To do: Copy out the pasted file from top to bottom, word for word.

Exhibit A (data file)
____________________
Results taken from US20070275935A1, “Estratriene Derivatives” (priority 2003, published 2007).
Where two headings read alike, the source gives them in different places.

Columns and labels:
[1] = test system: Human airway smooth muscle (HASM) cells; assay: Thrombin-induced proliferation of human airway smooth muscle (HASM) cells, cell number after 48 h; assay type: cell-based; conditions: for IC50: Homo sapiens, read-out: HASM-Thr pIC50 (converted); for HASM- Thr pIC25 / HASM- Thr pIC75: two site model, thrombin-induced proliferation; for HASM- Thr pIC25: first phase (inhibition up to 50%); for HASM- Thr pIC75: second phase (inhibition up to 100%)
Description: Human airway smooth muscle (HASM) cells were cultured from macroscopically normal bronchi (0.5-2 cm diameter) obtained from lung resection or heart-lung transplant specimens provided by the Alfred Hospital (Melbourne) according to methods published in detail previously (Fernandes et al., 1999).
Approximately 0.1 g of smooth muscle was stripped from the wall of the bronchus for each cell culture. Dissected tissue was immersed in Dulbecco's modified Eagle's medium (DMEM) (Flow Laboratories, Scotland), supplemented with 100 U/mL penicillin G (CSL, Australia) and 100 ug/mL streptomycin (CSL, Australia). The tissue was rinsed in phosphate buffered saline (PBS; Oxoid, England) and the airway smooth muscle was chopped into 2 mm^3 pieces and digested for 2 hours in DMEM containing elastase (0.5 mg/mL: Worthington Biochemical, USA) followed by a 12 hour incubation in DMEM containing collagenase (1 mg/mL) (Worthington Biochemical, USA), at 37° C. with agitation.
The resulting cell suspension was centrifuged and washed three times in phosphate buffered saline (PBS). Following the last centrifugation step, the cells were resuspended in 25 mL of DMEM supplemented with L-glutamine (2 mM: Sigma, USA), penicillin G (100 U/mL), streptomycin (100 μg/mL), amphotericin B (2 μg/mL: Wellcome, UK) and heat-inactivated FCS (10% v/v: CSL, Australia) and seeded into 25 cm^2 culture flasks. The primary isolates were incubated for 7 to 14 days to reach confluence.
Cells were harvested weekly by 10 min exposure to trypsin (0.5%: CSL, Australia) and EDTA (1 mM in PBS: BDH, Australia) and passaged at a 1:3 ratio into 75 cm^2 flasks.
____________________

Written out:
Results taken from US20070275935A1, “Estratriene Derivatives” (priority 2003, published 2007).
Where two headings read alike, the source gives them in different places.

Columns and labels:
[1] = test system: Human airway smooth muscle (HASM) cells; assay: Thrombin-induced proliferation of human airway smooth muscle (HASM) cells, cell number after 48 h; assay type: cell-based; conditions: for IC50: Homo sapiens, read-out: HASM-Thr pIC50 (converted); for HASM- Thr pIC25 / HASM- Thr pIC75: two site model, thrombin-induced proliferation; for HASM- Thr pIC25: first phase (inhibition up to 50%); for HASM- Thr pIC75: second phase (inhibition up to 100%)
Description: Human airway smooth muscle (HASM) cells were cultured from macroscopically normal bronchi (0.5-2 cm diameter) obtained from lung resection or heart-lung transplant specimens provided by the Alfred Hospital (Melbourne) according to methods published in detail previously (Fernandes et al., 1999).
Approximately 0.1 g of smooth muscle was stripped from the wall of the bronchus for each cell culture. Dissected tissue was immersed in Dulbecco's modified Eagle's medium (DMEM) (Flow Laboratories, Scotland), supplemented with 100 U/mL penicillin G (CSL, Australia) and 100 ug/mL streptomycin (CSL, Australia). The tissue was rinsed in phosphate buffered saline (PBS; Oxoid, England) and the airway smooth muscle was chopped into 2 mm^3 pieces and digested for 2 hours in DMEM containing elastase (0.5 mg/mL: Worthington Biochemical, USA) followed by a 12 hour incubation in DMEM containing collagenase (1 mg/mL) (Worthington Biochemical, USA), at 37° C. with agitation.
The resulting cell suspension was centrifuged and washed three times in phosphate buffered saline (PBS). Following the last centrifugation step, the cells were resuspended in 25 mL of DMEM supplemented with L-glutamine (2 mM: Sigma, USA), penicillin G (100 U/mL), streptomycin (100 μg/mL), amphotericin B (2 μg/mL: Wellcome, UK) and heat-inactivated FCS (10% v/v: CSL, Australia) and seeded into 25 cm^2 culture flasks. The primary isolates were incubated for 7 to 14 days to reach confluence.
Cells were harvested weekly by 10 min exposure to trypsin (0.5%: CSL, Australia) and EDTA (1 mM in PBS: BDH, Australia) and passaged at a 1:3 ratio into 75 cm^2 flasks.